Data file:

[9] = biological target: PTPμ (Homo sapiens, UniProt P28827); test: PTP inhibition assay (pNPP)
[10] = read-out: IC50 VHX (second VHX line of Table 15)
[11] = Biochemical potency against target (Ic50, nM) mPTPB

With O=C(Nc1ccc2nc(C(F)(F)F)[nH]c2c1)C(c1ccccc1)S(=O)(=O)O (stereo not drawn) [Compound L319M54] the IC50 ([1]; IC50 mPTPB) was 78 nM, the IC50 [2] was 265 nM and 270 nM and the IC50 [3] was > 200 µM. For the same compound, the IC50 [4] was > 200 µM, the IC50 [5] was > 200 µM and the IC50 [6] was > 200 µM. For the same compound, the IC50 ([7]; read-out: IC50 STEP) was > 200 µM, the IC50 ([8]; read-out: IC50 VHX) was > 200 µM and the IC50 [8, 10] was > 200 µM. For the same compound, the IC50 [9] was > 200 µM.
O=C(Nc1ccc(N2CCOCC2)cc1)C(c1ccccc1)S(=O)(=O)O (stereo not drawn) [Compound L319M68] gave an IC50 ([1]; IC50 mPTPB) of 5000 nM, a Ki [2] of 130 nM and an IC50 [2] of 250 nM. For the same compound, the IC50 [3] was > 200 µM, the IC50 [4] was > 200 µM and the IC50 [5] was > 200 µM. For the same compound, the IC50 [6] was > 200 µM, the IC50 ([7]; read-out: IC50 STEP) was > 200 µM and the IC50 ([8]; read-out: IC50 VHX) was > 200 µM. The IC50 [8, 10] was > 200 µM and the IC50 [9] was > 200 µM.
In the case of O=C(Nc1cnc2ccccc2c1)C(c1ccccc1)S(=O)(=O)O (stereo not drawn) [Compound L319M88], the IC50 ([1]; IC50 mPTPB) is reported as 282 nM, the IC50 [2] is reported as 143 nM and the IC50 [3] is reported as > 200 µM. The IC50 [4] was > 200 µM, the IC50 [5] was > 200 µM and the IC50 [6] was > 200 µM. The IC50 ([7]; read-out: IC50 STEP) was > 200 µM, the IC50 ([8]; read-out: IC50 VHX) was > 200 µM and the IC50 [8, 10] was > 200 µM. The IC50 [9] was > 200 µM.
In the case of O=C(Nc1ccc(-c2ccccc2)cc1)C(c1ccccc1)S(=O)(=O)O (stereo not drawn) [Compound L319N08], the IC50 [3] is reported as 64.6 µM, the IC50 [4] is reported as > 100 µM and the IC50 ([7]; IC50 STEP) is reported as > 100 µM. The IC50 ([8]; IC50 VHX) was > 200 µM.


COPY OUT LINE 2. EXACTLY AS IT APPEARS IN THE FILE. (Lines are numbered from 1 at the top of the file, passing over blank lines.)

[10] = read-out: IC50 VHX (second VHX line of Table 15)